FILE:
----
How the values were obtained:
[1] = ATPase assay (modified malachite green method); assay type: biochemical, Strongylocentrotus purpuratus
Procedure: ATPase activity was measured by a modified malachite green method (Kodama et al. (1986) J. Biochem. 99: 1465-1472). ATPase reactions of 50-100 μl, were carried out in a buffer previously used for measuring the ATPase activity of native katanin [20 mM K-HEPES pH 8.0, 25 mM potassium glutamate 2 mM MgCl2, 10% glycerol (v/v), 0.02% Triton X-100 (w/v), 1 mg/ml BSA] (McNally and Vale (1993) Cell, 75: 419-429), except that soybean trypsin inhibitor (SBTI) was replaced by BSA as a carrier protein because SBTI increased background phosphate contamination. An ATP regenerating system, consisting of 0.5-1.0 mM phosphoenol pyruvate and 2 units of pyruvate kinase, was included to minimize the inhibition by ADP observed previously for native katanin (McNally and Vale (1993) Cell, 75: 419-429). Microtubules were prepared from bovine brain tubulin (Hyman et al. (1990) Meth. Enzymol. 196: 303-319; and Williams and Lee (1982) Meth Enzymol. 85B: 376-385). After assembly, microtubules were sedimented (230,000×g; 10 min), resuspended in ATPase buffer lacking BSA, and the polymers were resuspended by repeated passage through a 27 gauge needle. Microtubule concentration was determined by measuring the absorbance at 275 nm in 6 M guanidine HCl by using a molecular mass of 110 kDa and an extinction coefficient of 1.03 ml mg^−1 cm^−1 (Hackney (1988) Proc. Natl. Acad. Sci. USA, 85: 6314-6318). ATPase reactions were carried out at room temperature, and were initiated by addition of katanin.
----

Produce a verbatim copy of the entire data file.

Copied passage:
How the values were obtained:
[1] = ATPase assay (modified malachite green method); assay type: biochemical, Strongylocentrotus purpuratus
Procedure: ATPase activity was measured by a modified malachite green method (Kodama et al. (1986) J. Biochem. 99: 1465-1472). ATPase reactions of 50-100 μl, were carried out in a buffer previously used for measuring the ATPase activity of native katanin [20 mM K-HEPES pH 8.0, 25 mM potassium glutamate 2 mM MgCl2, 10% glycerol (v/v), 0.02% Triton X-100 (w/v), 1 mg/ml BSA] (McNally and Vale (1993) Cell, 75: 419-429), except that soybean trypsin inhibitor (SBTI) was replaced by BSA as a carrier protein because SBTI increased background phosphate contamination. An ATP regenerating system, consisting of 0.5-1.0 mM phosphoenol pyruvate and 2 units of pyruvate kinase, was included to minimize the inhibition by ADP observed previously for native katanin (McNally and Vale (1993) Cell, 75: 419-429). Microtubules were prepared from bovine brain tubulin (Hyman et al. (1990) Meth. Enzymol. 196: 303-319; and Williams and Lee (1982) Meth Enzymol. 85B: 376-385). After assembly, microtubules were sedimented (230,000×g; 10 min), resuspended in ATPase buffer lacking BSA, and the polymers were resuspended by repeated passage through a 27 gauge needle. Microtubule concentration was determined by measuring the absorbance at 275 nm in 6 M guanidine HCl by using a molecular mass of 110 kDa and an extinction coefficient of 1.03 ml mg^−1 cm^−1 (Hackney (1988) Proc. Natl. Acad. Sci. USA, 85: 6314-6318). ATPase reactions were carried out at room temperature, and were initiated by addition of katanin.